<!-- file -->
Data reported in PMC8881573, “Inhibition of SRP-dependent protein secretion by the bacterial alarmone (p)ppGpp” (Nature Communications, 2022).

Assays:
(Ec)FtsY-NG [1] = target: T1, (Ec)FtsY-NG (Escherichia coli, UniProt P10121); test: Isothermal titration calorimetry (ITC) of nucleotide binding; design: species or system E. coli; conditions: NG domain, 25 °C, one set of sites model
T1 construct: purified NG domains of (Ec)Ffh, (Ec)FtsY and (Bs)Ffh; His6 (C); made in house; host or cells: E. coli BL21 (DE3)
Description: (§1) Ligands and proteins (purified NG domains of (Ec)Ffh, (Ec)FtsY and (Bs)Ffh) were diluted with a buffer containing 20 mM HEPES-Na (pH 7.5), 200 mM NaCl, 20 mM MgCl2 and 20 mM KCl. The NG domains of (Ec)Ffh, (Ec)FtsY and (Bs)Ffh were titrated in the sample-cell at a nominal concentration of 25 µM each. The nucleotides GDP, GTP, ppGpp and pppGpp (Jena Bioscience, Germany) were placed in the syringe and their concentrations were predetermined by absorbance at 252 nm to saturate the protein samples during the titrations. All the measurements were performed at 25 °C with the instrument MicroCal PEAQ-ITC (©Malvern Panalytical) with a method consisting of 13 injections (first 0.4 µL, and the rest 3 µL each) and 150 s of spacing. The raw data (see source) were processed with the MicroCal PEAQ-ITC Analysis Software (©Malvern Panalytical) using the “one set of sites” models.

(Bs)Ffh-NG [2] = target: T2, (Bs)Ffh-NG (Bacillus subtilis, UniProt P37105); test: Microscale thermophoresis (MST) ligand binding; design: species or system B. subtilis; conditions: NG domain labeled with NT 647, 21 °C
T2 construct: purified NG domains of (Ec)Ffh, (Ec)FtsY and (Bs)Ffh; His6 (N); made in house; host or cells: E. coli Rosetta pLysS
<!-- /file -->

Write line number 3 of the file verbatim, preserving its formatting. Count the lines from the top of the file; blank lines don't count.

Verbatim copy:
(Ec)FtsY-NG [1] = target: T1, (Ec)FtsY-NG (Escherichia coli, UniProt P10121); test: Isothermal titration calorimetry (ITC) of nucleotide binding; design: species or system E. coli; conditions: NG domain, 25 °C, one set of sites model